20 January 2009

Watching for COBRA or Any Other Kind of Insurance We Can Get Our Hands On

It's not just my interest in health care insurance for Tom and me—it's the awareness that when unemployment goes up 1%, "un-insured" goes up 1.1%. In the coming year or two, that translates to a lot of families who will face difficult decisions about going to the doctor.

COBRA is our current protection against loss of insurance (typically caused by loss of employment) but the costs are legendary. If your former employer paid most of your premium (and most employers do), then you may not even know that
COBRA will cost $300 or $400 or $500 (or more) a month. That's for one person. Family coverage starts at about $1000.

In better times, you might not have even known or cared. Losing a job one month, but starting another job the next month, might mean your insurance "bridged" neatly with no uncovered span. Or if a span did occur (we'll pretend it took 3 months to get your next job), you might have relied on
COBRA for those 3 months or purchased short-term insurance with a deductible, and not gone broke. Not because the cost was any lower than it is today but because the cost was limited by the time span. If you had some savings (the emergency fund) or you lived on credit cards for a while, you bounced back without any great awareness of the real cost of health insurance.

Short-term
COBRA was well tolerated by a lot of the folks who used it. Today, it's not working.

But today a new federal administration begins and the front-burner issues of the economy and unemployment are tied to a back-burner issue of health care. Immediate relief in the form of affordable health insurance is needed. No one knows what that will look like—or how immediate it can be.

Proposals will emerge and it's even possible that in a few hours we will hear a new president's preference. One proposal is to extend
COBRA beyond the current 18 month limit or somehow subsidize it so that unemployed workers and families can maintain the insurance they had when employed.

A Medicare-centered proposal would likely take more time to explore and approve. One such plan was proposed yesterday by the California Nurses Association: Medicare for All (Single-Payer) Reform. The plan is cast in terms of a stimulus for the economy, promising 2.6 million new jobs.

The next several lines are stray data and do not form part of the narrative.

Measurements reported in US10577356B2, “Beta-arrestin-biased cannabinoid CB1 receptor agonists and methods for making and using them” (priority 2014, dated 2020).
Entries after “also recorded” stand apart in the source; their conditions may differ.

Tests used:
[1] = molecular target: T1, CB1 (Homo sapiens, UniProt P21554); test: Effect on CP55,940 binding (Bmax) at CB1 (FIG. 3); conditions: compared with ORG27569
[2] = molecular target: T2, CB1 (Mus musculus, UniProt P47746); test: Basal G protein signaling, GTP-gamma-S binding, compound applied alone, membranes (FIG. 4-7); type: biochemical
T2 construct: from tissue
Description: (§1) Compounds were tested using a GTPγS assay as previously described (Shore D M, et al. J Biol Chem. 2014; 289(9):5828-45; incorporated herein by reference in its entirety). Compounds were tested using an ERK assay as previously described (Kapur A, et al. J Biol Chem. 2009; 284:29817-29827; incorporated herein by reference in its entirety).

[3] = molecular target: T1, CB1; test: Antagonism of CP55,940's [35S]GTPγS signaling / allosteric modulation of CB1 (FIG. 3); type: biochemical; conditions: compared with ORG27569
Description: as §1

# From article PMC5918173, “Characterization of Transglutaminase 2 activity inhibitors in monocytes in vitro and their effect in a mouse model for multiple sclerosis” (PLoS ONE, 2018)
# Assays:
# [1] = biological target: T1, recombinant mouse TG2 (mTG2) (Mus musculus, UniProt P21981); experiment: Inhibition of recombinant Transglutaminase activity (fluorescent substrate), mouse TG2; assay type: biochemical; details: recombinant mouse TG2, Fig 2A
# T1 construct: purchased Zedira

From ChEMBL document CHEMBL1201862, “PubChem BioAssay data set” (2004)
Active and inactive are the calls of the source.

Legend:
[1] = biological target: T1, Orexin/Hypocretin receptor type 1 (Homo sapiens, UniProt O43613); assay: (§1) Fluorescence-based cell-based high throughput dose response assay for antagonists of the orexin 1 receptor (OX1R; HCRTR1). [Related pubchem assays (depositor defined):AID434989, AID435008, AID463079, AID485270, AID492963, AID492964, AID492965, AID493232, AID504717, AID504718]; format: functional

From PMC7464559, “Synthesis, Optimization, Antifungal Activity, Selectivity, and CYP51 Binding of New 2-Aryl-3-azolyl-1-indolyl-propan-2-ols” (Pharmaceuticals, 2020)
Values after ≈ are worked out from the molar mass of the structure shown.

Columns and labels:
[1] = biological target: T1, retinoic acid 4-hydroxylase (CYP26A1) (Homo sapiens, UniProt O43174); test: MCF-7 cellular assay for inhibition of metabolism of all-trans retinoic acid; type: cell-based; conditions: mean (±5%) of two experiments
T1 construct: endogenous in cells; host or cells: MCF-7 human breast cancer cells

I cannot help but read of such plans with other news stories in my head: concierge doctors or, as my local TV station described the concept just yesterday, MDVIP programs. (Another term is boutique medicine.) Would you pay a physician an annual fee of $1500 (separate from your medical billing by her/his office) to insure access and leisurely appointments? Maybe even house calls? In exchange, the physician agrees to carry no more than about 600 patients in her practice. (That's probably a fourth or fifth of the doctor's previous practice.)

Excuse my cynicism, now: will the concierge doctor welcome a Medicare patient? I am certain I am not the first baby boomer to wonder that.

(I am not a critic of concierge medicine, by the way. Last year, when a surgeon gave me his cell phone number—and we even had to call it late at night—I had a taste of having a physician literally on call for you. It could be addictive.)

© 2009 Mary Bold, PhD, CFLE. The content of this blog or related web sites created by Mary Bold (www.marybold.com, www.boldproductions.com, College Intern Blog) is not under any circumstances to be regarded as professional, legal, financial, or medical advice. Or education advice. Or marital advice. Or even a tip.